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Moving With Your Cat

By Kim Boatman

Moving With Your Cat

Moving can be hectic for us, so imagine what all the mysterious commotion is like for our cats. “Any time you’re preparing for a move, the cat is going to sense it the minute you start packing,” explains Tracy R. Dewhirst, DVM, pet columnist for the Knoxville News Sentinel in Tennessee. “Keep their life as normal as possible; leave their food bowls and litter box in the same place.”


The key is to minimize disruptions for your feline and make your new home as welcoming as possible. During the chaos of a move, it’s also easy for cats to escape and get lost. Experts say your cat will fare better if you follow these guidelines:


On Moving Day

Secure your cat Place your cat in a room with a sign mentioning there’s an animal inside and advising others not to enter, says Pam Johnson-Bennett, a Nashville, Tenn., cat behavior expert. When you need to remove the furnishings from that room, make sure you first secure your kitty in a carrier.


Use proper ID Dr. Dewhirst recommends microchipping your cat or getting a GPS collar for an added layer of security. Your cat’s ID should always include your cell phone number. It’s also a good idea to take a photo of your cat and write down its vital statistics as well as its descriptive features.


Don’t drag out the move When it comes time to move your kitty’s possessions, move everything at once. You don’t want to prolong your cat’s distress.

Use a cat carrier Don’t be tempted to carry your cat in your arms if you’re simply moving across town. “Your cat will escape,” Dr. Dewhirst warns. “Instead, put your cat in a carrier inside your house and don’t take your cat out until it is in a secured area in the new environment.”


In Your New Home

Provide sanctuary Your cat will make a smoother transition if you first provide a small and secure place. “Set up a sanctuary room for your cat so it can get its bearings in one small area before facing the task of familiarizing itself with the strange new environment,” says Johnson-Bennett. “Allow your cat to investigate more of the house a little at a time after it is totally comfortable with the sanctuary room.”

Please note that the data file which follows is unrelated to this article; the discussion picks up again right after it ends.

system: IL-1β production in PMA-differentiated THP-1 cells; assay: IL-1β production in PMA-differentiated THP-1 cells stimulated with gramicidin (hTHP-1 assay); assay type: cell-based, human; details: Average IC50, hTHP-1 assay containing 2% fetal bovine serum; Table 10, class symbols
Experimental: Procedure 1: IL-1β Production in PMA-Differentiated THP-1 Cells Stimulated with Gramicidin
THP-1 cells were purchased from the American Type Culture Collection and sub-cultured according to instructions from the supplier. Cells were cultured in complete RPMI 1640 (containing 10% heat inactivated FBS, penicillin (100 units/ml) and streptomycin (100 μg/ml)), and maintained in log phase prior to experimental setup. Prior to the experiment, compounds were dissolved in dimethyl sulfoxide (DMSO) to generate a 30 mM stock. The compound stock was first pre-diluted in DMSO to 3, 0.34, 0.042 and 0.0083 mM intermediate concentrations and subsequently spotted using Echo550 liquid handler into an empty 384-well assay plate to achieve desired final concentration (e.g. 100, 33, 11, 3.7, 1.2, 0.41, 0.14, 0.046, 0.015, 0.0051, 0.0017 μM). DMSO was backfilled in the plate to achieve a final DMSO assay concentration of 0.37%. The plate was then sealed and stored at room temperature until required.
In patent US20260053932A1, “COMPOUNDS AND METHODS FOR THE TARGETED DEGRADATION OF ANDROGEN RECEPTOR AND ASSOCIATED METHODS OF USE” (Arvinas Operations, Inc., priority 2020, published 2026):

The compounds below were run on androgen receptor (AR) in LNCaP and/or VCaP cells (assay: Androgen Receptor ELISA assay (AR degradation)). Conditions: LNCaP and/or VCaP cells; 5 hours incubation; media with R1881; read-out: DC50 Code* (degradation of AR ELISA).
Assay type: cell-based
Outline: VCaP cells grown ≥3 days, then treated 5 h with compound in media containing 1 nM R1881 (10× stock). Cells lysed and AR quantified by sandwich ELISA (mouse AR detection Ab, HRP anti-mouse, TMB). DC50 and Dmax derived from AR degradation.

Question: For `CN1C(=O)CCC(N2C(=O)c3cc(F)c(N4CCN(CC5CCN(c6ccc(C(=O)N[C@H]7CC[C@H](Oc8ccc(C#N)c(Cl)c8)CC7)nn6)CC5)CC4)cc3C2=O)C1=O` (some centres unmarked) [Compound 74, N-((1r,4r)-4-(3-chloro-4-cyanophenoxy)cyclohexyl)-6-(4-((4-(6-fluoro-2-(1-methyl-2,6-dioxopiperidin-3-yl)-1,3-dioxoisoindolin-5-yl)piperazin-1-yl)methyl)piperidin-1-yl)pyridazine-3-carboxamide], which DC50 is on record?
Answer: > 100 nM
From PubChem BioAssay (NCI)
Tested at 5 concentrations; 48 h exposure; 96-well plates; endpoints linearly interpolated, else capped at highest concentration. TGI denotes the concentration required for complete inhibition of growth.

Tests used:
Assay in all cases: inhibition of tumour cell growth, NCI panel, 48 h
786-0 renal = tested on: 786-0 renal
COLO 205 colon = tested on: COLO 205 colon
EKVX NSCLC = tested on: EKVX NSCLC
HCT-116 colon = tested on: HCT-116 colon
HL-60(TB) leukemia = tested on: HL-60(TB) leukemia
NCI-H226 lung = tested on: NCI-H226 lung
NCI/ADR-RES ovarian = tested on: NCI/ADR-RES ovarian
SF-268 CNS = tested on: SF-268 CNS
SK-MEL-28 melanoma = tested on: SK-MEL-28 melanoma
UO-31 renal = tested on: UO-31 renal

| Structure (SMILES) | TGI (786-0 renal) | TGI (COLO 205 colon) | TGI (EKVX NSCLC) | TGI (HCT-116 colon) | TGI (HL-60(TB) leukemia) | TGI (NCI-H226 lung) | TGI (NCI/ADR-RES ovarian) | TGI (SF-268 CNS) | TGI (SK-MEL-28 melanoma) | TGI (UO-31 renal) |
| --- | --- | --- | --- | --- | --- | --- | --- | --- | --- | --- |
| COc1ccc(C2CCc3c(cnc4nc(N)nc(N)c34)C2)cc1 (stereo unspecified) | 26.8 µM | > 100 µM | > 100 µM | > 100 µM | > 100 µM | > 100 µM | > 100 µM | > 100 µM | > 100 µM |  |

Offer positive reinforcement Food rewards can help your kitty make positive associations with the new environment. A tasty morsel might help lure your kitty out of its crate or container in the sanctuary room. You can also offer a treat just outside the room if your cat appears comfortable enough to venture out to it.


Make it familiar Your inclination may be to spiff things up in your new home, with new decor purchases. Now is not the time to buy that cute kitty food bowl or a new litter box, however. Familiar items will help your cat adjust to the new location. Your cat will be more at ease if its new home even smells a bit like the old one. To do this, take a sock and gently rub it around your cat’s face to collect facial pheromones. Next, rub the sock on doors and corners so your kitty sniffs its own familiar scent.


Think like a cat An unfamiliar furnace whooshing on, or the sight of strange cats walking by outside a window, may initially bother your kitty. Try to mitigate startling noises or distressing environmental factors until your cat becomes more at ease. Make sure you provide hiding options and elevated areas so your cat feels protected and safe as it checks out its new digs.


Like us, cats can take a while to adjust to a new environment. If your cat is relaxed and gregarious by nature, expect an adjustment period of a couple of weeks, says Dr. Dewhirst. But be patient: Some cats may take far longer. You are a real source of comfort and security for your cat during this stressful period. After all, for your cat, home is where you are.


Kim Boatman is a journalist and frequent contributor to The Daily Catbased in Northern California whose work has appeared in The Miami Herald, the Detroit Free Press and the San Jose Mercury News. She is a lifelong lover of animals and shares her home with three cats.

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Posted on October 18, 2010